April 14, 2003

The world premiere of the movie version of John Grisham’s 2001 bestseller A Painted House was shown at Arkansas State University’s Fowler Center. The benefit included a dinner that raised $170,000 in endowment funds for the Heritage Studies PhD program. Hallmark had turned Grisham’s novel into one of its made-for-television movies, filming in and around Lepanto (Poinsett County); the farmhouse from the set is on display there. In 2001, the Arkansas Library Association presented Grisham and A Painted House with the Arkansiana Award, recognizing authors and books that represent a significant contribution to Arkansas heritage and culture.

April 15, 1864

Major General Frederick Steele led the occupation of the Ouachita River town of Camden (Ouachita County), only recently abandoned by Confederates. He had attempted to destroy the remaining Confederate forces in southern Arkansas and northern Louisiana by moving a Union army southwest from Little Rock (Pulaski County) toward Shreveport, Louisiana, to meet another Union army moving north from New Orleans. This ambitious endeavor turned to disaster when the Louisiana wing of the operation was defeated at Mansfield, Louisiana, and forced to retreat. Dwindling supplies and growing resistance forced him to turn east and occupy Camden.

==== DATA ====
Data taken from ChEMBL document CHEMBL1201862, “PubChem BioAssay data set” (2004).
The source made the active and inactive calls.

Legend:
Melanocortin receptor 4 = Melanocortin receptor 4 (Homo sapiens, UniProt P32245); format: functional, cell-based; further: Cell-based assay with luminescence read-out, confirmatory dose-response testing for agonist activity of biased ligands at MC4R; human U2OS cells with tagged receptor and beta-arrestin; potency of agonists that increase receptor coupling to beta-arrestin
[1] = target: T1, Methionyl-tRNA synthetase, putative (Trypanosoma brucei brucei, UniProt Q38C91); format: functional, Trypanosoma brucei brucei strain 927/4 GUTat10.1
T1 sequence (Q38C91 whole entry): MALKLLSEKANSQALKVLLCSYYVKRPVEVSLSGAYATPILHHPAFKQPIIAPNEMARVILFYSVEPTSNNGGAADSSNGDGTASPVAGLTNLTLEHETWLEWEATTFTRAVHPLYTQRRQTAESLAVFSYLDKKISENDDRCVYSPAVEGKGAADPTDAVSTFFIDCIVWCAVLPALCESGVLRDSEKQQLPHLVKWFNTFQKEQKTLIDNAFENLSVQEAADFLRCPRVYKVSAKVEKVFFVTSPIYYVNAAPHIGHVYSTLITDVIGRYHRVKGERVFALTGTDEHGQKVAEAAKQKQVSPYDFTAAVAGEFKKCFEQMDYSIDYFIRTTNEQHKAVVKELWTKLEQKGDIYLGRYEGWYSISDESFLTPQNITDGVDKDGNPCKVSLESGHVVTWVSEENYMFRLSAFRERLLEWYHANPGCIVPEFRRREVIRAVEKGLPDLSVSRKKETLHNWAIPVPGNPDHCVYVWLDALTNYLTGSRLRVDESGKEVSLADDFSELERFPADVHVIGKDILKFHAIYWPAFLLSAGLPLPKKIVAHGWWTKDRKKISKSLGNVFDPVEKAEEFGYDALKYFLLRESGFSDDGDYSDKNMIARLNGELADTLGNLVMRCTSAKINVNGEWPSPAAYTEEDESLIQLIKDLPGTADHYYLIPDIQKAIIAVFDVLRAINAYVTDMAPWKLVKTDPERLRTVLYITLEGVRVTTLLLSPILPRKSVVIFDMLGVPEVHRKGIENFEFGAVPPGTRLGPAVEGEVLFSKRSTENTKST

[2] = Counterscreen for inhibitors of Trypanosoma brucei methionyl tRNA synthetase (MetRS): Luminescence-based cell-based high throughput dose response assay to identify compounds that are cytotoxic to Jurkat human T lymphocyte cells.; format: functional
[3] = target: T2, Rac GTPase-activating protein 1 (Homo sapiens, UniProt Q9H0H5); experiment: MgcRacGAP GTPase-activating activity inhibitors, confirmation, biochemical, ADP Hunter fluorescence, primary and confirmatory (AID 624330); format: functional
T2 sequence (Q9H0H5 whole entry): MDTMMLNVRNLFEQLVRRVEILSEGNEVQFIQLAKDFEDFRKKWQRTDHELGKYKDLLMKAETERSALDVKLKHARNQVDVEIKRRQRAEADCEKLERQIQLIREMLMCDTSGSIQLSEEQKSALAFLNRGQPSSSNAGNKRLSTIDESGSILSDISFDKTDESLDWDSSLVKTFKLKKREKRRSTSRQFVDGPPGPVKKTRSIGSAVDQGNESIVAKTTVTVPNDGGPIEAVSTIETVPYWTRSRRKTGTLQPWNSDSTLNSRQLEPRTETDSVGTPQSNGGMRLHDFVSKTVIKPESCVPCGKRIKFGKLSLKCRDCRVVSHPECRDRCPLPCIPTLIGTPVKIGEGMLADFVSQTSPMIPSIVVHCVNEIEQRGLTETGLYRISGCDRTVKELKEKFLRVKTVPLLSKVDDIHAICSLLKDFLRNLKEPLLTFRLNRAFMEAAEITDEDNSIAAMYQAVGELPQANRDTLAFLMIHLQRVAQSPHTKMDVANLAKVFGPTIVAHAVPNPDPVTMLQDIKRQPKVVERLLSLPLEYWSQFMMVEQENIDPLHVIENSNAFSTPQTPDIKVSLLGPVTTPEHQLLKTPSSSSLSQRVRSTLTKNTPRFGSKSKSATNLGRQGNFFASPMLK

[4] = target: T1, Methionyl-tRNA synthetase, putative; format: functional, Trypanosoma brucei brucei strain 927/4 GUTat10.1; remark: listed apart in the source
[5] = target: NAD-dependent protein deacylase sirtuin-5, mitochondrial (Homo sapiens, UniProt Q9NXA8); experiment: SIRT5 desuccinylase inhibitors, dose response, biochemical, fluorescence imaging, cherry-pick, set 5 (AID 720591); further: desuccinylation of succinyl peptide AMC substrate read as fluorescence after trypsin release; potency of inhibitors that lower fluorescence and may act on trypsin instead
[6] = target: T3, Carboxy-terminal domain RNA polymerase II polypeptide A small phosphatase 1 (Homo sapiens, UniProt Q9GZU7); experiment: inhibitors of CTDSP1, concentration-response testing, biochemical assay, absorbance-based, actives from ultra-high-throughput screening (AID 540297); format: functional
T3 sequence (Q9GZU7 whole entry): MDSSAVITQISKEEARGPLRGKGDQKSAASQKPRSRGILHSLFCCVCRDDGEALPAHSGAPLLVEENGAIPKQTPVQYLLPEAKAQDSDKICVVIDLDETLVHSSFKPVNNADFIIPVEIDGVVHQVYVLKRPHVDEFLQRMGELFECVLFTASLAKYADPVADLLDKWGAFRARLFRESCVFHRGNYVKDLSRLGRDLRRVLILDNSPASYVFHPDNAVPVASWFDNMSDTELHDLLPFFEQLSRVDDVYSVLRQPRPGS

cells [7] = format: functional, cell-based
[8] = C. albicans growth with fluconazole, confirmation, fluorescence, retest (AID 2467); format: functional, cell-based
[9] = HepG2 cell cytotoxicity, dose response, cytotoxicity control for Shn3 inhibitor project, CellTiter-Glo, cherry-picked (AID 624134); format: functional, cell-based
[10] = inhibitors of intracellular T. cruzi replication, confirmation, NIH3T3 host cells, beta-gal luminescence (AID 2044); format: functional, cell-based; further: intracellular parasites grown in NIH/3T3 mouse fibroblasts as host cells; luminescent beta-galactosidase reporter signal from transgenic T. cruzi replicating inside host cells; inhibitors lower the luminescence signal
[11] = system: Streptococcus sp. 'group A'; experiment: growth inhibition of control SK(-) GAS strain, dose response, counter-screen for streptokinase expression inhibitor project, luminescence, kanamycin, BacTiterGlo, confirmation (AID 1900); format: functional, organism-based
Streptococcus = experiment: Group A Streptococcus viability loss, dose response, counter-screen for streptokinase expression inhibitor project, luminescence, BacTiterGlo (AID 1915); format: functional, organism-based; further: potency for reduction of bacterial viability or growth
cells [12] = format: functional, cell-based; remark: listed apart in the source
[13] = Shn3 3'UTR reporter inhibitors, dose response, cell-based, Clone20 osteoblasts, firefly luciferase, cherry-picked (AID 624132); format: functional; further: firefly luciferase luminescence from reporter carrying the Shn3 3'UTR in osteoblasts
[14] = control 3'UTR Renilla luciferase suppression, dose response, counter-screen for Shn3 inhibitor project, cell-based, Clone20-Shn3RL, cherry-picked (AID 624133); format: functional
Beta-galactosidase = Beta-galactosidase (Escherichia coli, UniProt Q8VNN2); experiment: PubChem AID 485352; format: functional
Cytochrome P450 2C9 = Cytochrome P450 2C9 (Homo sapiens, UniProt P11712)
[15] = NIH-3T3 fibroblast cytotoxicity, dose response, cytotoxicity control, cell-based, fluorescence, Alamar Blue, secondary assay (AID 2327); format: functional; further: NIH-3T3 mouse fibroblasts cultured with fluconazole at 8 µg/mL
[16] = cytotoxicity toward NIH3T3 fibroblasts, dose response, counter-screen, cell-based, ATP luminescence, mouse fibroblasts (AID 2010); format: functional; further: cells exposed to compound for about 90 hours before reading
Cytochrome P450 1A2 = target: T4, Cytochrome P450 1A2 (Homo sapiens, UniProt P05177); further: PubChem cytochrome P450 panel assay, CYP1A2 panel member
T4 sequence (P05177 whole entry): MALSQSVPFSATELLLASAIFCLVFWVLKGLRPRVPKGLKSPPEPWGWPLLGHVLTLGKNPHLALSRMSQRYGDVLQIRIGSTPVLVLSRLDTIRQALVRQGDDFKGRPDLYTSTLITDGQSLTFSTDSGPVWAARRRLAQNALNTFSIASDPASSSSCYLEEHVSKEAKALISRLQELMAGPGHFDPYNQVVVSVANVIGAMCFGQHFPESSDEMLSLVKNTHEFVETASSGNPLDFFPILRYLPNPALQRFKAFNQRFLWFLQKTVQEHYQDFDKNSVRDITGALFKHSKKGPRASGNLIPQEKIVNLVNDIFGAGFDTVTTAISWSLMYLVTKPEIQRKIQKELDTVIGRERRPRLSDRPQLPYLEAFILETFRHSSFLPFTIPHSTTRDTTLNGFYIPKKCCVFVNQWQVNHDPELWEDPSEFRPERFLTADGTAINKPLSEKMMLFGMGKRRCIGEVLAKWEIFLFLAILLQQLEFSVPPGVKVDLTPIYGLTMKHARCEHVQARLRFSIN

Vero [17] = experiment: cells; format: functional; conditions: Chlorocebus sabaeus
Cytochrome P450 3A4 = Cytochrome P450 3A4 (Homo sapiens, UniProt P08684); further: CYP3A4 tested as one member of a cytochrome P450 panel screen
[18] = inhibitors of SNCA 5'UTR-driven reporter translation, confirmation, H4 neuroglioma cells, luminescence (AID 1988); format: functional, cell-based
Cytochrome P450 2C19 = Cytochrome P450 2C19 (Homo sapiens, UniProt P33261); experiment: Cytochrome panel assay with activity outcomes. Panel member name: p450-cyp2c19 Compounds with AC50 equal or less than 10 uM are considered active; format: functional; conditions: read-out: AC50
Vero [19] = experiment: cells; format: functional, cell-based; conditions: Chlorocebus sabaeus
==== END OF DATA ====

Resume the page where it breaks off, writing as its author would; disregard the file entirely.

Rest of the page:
April 15, 1880

Citizens of the Little Rock community celebrated former president Ulysses S. Grant’s visit to Little Rock (Pulaski County). Grant stayed at the Capital Hotel as part of his grand world tour.

April 15, 1889

Thomas Hart Benton, a noted artist and user of the style of painting known as regionalism, was born in Neosho, Missouri. Benton was strongly influenced by the environment of northwest Arkansas and was a regular visitor to the Buffalo River, which he enjoyed floating and fishing and where he often sketched and painted. He became acquainted with several Arkansas personalities and visited frequently with a number of Arkansas artists.

April 15, 1908

The current Little Rock City Hall held a grand-opening celebration. From 1929 to 1942, the third floor of the building was home to the Museum of Natural Science and Antiquities, precursor to the Museum of Discovery. Thompson’s original design included a dome, but a popular vote in 1955 decided that it should be torn down; it was demolished in 1956.